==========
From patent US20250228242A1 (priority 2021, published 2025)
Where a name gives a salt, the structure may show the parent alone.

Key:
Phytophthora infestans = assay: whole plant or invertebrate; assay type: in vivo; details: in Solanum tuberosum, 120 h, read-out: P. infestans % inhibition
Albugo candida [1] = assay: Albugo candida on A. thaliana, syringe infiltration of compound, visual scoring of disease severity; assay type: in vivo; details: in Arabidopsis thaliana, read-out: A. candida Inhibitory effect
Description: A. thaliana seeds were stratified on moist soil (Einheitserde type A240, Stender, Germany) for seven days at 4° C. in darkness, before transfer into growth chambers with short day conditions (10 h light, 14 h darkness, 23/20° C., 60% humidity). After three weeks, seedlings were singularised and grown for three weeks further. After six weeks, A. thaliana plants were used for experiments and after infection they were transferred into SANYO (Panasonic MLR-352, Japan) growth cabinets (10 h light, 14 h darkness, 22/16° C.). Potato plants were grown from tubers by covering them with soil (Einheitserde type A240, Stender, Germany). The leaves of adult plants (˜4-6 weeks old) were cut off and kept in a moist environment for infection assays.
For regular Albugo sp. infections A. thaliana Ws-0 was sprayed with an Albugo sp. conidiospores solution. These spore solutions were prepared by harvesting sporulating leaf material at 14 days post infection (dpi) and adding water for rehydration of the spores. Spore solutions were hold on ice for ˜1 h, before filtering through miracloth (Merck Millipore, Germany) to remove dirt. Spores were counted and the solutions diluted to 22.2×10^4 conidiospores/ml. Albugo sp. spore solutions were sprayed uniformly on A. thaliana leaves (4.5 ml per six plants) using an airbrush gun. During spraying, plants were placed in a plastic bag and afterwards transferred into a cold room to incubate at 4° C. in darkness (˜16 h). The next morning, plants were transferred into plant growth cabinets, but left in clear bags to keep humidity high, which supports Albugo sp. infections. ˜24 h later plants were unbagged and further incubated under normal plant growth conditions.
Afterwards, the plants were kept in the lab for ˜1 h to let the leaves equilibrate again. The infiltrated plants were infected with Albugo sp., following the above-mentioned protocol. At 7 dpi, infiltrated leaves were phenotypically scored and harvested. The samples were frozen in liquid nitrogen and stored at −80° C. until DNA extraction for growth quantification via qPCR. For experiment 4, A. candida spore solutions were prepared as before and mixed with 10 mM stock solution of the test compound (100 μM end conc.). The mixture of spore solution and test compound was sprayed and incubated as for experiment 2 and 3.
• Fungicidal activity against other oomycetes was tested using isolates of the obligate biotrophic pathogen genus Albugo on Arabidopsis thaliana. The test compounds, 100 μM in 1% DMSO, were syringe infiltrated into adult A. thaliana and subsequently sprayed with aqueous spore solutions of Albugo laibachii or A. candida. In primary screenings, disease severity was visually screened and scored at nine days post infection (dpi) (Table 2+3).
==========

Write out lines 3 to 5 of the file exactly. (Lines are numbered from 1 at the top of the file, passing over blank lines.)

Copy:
Key:
Phytophthora infestans = assay: whole plant or invertebrate; assay type: in vivo; details: in Solanum tuberosum, 120 h, read-out: P. infestans % inhibition
Albugo candida [1] = assay: Albugo candida on A. thaliana, syringe infiltration of compound, visual scoring of disease severity; assay type: in vivo; details: in Arabidopsis thaliana, read-out: A. candida Inhibitory effect